Tuesday, 4 August 2015

Review: Ant-Man (third-pass)

World of Blackout Film Review

Ant-Man Poster

Ant-Man (2D / third-pass / THEMATIC-SPOILERS)
Cert: 12A / 117 mins / Dir. Peyton Reed / Trailer
WoB Rating: 6/7


So after watching Marvel's Ant-Man a couple of times (first here, second here) followed by the customary cooling-off period, I gave it another whirl last night to see how it stands up to 'familiar' scrutiny. And as much as I enjoyed it (again), the one question it raises is:
Does Ant-Man need to be part of the Marvel Cinematic Universe?

As I'd previously noted, the film has obvious issues regarding its connection with the larger MCU, not least because it does nothing to advance the larger story-arc of the Infinity Stones. If anything, the film's main purpose seems to be to introduce more characters for future use, rather than give them anything strenuous to do, initially. Then it occurred to me that the two aren't necessarily linked, and the former is probably the reason the film works so well.

We haven't had an MCU-movie that's not centered around one of the sparkly MacGuffins since 2013's Iron Man 3, and even that was a respite from the Cosmic Cube and the Loki-Pokey Stick shenanigans. And (as I've also previously noted), the formula regarding the stones was already repetitive-by-necessity at the point of Guardians. While the various TV-offshoots fill in their own gaps, they're also pre-occupied with telling their own sprawling stories (as well they should be), so can't really introduce a new recurring character with the same level of zest that a two-hour movie can.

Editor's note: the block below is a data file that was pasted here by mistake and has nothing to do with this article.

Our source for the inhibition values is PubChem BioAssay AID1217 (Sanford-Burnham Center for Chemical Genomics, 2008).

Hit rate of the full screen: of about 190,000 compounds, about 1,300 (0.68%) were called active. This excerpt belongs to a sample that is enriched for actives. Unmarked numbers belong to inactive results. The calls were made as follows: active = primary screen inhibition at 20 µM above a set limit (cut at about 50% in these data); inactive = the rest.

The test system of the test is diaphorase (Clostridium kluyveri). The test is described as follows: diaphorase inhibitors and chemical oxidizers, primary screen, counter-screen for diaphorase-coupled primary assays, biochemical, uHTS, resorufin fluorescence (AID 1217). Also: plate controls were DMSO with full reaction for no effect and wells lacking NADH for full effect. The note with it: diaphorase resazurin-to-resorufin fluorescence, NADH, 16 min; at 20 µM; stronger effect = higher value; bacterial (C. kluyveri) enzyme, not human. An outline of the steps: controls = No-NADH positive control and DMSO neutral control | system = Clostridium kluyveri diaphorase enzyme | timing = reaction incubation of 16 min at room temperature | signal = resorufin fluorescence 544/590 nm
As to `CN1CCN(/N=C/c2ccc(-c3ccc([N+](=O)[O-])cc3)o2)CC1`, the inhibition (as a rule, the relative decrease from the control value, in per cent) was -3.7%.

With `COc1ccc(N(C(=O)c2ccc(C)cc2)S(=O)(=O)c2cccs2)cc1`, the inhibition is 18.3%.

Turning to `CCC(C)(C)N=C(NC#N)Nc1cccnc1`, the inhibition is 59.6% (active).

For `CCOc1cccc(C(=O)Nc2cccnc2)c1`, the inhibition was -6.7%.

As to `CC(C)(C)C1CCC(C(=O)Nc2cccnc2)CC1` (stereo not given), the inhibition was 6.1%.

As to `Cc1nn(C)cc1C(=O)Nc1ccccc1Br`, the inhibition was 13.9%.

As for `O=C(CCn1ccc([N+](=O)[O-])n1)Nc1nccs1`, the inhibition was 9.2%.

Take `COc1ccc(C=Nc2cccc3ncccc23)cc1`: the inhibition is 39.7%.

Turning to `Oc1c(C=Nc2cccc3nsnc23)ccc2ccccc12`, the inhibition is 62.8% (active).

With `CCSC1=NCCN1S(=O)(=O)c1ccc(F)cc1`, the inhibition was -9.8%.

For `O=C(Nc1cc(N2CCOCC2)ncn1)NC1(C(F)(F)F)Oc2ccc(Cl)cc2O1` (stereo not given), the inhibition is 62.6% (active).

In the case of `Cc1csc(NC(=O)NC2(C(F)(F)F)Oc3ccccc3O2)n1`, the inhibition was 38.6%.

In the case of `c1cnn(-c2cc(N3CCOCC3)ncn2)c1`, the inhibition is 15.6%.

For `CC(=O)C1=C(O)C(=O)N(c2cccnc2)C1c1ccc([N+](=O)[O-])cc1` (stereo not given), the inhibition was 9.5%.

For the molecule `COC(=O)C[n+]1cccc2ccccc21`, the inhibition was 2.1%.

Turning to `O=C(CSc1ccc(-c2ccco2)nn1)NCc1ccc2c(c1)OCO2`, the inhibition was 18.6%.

It's quite nice to have a bit of a 'continuity comfort-break' in Ant-Man, knowing that it's still part of a larger tapestry, but is more self-contained than the MCU movies have been for a long while. Sure, the Avengers references are a little tacked on, and sure, I do still think the plot structure is derivative of The First Avenger, and sure, I'm still irked by Marvel's unwillingness to commit to killing off characters. But Ant-Man is still a hugely enjoyable super-hero flick.

Does Ant-Man need to be part of the Marvel Cinematic Universe?
No.

But Does the Marvel cinematic Universe need Ant-Man?
More than it'd like to admit, yes.


Oh, and a question for people who know about these things: How come when Scott gets out of prison we see the Golden Gate Bridge and it's red (like it usually is), but in the two later exterior scenes featuring it, it's painted grey? Is that a different bridge, or is it painted grey on the other side, or am I just imagining things?


Is this film worth paying £10+ to see?
Well, yeah.


Well, I don't like the cinema. Buy it, rent it, or wait for it to be on telly?
Buy it so you can watch all the lovely extras.


Does this film represent the best work of the leading performer(s)?
(( not particularly ))


Does the film achieve what it sets out to do?
Given that its overall aims are actually fairly low, yes it does.


Will I think less of you if we disagree about how good/bad this film is?
Not as much as you'd imagine I would.


Oh, and is there a Wilhelm Scream in it?
There ain't. BAH.


…but what's the Star Wars connection?
Paul Rudd starred in Anchorman 2, a film which had an appearance from Harrison 'Solo' Ford.


And if I HAD to put a number on it…




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• ^^^ That's dry, British humour, and most likely sarcasm or facetiousness.
• Yen's blog contains harsh language and even harsher notions of propriety. Reader discretion is advised.
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